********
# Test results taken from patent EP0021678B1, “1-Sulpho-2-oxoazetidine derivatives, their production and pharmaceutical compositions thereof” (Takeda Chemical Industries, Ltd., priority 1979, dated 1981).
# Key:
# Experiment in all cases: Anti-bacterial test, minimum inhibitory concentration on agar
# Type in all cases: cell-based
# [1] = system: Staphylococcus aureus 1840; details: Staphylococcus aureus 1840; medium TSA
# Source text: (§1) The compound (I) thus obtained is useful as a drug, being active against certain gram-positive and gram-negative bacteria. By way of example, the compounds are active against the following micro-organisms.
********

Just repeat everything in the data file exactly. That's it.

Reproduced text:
# Test results taken from patent EP0021678B1, “1-Sulpho-2-oxoazetidine derivatives, their production and pharmaceutical compositions thereof” (Takeda Chemical Industries, Ltd., priority 1979, dated 1981).
# Key:
# Experiment in all cases: Anti-bacterial test, minimum inhibitory concentration on agar
# Type in all cases: cell-based
# [1] = system: Staphylococcus aureus 1840; details: Staphylococcus aureus 1840; medium TSA
# Source text: (§1) The compound (I) thus obtained is useful as a drug, being active against certain gram-positive and gram-negative bacteria. By way of example, the compounds are active against the following micro-organisms.